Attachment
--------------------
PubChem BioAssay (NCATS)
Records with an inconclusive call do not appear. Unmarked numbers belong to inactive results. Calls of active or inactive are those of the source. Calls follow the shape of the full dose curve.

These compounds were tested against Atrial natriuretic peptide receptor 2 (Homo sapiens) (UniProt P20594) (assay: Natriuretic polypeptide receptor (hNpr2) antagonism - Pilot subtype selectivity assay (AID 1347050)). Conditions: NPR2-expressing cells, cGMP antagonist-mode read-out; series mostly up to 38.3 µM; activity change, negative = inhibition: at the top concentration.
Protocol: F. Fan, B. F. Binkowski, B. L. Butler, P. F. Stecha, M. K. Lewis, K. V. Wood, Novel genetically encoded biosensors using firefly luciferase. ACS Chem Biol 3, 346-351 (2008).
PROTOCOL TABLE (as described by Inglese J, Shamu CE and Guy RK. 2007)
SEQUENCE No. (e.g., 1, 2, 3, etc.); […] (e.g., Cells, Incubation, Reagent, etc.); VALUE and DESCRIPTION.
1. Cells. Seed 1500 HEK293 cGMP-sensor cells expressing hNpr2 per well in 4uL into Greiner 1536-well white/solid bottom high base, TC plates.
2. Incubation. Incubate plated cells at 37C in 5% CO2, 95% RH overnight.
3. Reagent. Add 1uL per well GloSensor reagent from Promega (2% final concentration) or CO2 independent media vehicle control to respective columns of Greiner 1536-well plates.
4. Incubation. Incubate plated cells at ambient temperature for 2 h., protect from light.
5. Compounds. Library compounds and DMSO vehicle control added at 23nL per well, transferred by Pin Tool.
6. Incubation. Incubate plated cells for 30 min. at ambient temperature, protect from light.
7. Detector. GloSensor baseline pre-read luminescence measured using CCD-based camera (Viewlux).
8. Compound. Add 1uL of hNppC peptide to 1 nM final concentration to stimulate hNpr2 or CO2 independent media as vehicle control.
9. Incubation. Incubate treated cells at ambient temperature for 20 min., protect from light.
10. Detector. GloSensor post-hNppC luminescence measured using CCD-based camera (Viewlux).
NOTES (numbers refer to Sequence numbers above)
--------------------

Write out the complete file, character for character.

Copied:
PubChem BioAssay (NCATS)
Records with an inconclusive call do not appear. Unmarked numbers belong to inactive results. Calls of active or inactive are those of the source. Calls follow the shape of the full dose curve.

These compounds were tested against Atrial natriuretic peptide receptor 2 (Homo sapiens) (UniProt P20594) (assay: Natriuretic polypeptide receptor (hNpr2) antagonism - Pilot subtype selectivity assay (AID 1347050)). Conditions: NPR2-expressing cells, cGMP antagonist-mode read-out; series mostly up to 38.3 µM; activity change, negative = inhibition: at the top concentration.
Protocol: F. Fan, B. F. Binkowski, B. L. Butler, P. F. Stecha, M. K. Lewis, K. V. Wood, Novel genetically encoded biosensors using firefly luciferase. ACS Chem Biol 3, 346-351 (2008).
PROTOCOL TABLE (as described by Inglese J, Shamu CE and Guy RK. 2007)
SEQUENCE No. (e.g., 1, 2, 3, etc.); […] (e.g., Cells, Incubation, Reagent, etc.); VALUE and DESCRIPTION.
1. Cells. Seed 1500 HEK293 cGMP-sensor cells expressing hNpr2 per well in 4uL into Greiner 1536-well white/solid bottom high base, TC plates.
2. Incubation. Incubate plated cells at 37C in 5% CO2, 95% RH overnight.
3. Reagent. Add 1uL per well GloSensor reagent from Promega (2% final concentration) or CO2 independent media vehicle control to respective columns of Greiner 1536-well plates.
4. Incubation. Incubate plated cells at ambient temperature for 2 h., protect from light.
5. Compounds. Library compounds and DMSO vehicle control added at 23nL per well, transferred by Pin Tool.
6. Incubation. Incubate plated cells for 30 min. at ambient temperature, protect from light.
7. Detector. GloSensor baseline pre-read luminescence measured using CCD-based camera (Viewlux).
8. Compound. Add 1uL of hNppC peptide to 1 nM final concentration to stimulate hNpr2 or CO2 independent media as vehicle control.
9. Incubation. Incubate treated cells at ambient temperature for 20 min., protect from light.
10. Detector. GloSensor post-hNppC luminescence measured using CCD-based camera (Viewlux).
NOTES (numbers refer to Sequence numbers above)